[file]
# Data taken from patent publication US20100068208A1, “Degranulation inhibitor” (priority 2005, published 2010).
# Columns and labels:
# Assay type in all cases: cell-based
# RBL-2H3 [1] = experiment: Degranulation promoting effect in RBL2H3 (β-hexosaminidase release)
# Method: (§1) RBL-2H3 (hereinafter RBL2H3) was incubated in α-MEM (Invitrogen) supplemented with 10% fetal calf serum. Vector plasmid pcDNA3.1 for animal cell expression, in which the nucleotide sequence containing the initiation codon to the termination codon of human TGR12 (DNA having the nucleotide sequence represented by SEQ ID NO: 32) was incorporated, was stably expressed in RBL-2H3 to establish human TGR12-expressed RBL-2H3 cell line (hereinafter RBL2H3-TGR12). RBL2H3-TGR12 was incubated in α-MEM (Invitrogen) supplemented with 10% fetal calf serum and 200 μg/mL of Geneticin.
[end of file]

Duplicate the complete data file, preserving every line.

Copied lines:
# Data taken from patent publication US20100068208A1, “Degranulation inhibitor” (priority 2005, published 2010).
# Columns and labels:
# Assay type in all cases: cell-based
# RBL-2H3 [1] = experiment: Degranulation promoting effect in RBL2H3 (β-hexosaminidase release)
# Method: (§1) RBL-2H3 (hereinafter RBL2H3) was incubated in α-MEM (Invitrogen) supplemented with 10% fetal calf serum. Vector plasmid pcDNA3.1 for animal cell expression, in which the nucleotide sequence containing the initiation codon to the termination codon of human TGR12 (DNA having the nucleotide sequence represented by SEQ ID NO: 32) was incorporated, was stably expressed in RBL-2H3 to establish human TGR12-expressed RBL-2H3 cell line (hereinafter RBL2H3-TGR12). RBL2H3-TGR12 was incubated in α-MEM (Invitrogen) supplemented with 10% fetal calf serum and 200 μg/mL of Geneticin.